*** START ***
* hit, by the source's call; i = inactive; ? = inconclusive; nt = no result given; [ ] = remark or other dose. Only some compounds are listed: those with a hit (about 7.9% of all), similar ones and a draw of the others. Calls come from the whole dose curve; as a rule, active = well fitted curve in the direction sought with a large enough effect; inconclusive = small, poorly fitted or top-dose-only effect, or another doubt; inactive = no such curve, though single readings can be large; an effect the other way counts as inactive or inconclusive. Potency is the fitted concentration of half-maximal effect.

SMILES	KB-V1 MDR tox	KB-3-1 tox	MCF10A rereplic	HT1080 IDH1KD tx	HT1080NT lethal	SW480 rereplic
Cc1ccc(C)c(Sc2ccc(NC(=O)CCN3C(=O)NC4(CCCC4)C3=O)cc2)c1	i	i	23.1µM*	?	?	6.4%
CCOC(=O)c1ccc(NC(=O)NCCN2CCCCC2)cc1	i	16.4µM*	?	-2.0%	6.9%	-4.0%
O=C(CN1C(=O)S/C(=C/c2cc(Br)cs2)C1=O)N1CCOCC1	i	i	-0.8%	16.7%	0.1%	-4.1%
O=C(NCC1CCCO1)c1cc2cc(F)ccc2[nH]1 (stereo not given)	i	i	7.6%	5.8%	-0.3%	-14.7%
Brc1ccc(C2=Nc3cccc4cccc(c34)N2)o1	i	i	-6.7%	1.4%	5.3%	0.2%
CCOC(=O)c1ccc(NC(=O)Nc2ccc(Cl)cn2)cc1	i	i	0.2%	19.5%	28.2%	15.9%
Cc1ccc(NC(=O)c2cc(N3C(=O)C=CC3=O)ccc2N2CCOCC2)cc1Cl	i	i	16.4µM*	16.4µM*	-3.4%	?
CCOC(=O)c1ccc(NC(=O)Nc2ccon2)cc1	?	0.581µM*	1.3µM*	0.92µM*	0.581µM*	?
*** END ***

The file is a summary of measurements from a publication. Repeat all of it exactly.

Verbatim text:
* hit, by the source's call; i = inactive; ? = inconclusive; nt = no result given; [ ] = remark or other dose. Only some compounds are listed: those with a hit (about 7.9% of all), similar ones and a draw of the others. Calls come from the whole dose curve; as a rule, active = well fitted curve in the direction sought with a large enough effect; inconclusive = small, poorly fitted or top-dose-only effect, or another doubt; inactive = no such curve, though single readings can be large; an effect the other way counts as inactive or inconclusive. Potency is the fitted concentration of half-maximal effect.

SMILES	KB-V1 MDR tox	KB-3-1 tox	MCF10A rereplic	HT1080 IDH1KD tx	HT1080NT lethal	SW480 rereplic
Cc1ccc(C)c(Sc2ccc(NC(=O)CCN3C(=O)NC4(CCCC4)C3=O)cc2)c1	i	i	23.1µM*	?	?	6.4%
CCOC(=O)c1ccc(NC(=O)NCCN2CCCCC2)cc1	i	16.4µM*	?	-2.0%	6.9%	-4.0%
O=C(CN1C(=O)S/C(=C/c2cc(Br)cs2)C1=O)N1CCOCC1	i	i	-0.8%	16.7%	0.1%	-4.1%
O=C(NCC1CCCO1)c1cc2cc(F)ccc2[nH]1 (stereo not given)	i	i	7.6%	5.8%	-0.3%	-14.7%
Brc1ccc(C2=Nc3cccc4cccc(c34)N2)o1	i	i	-6.7%	1.4%	5.3%	0.2%
CCOC(=O)c1ccc(NC(=O)Nc2ccc(Cl)cn2)cc1	i	i	0.2%	19.5%	28.2%	15.9%
Cc1ccc(NC(=O)c2cc(N3C(=O)C=CC3=O)ccc2N2CCOCC2)cc1Cl	i	i	16.4µM*	16.4µM*	-3.4%	?
CCOC(=O)c1ccc(NC(=O)Nc2ccon2)cc1	?	0.581µM*	1.3µM*	0.92µM*	0.581µM*	?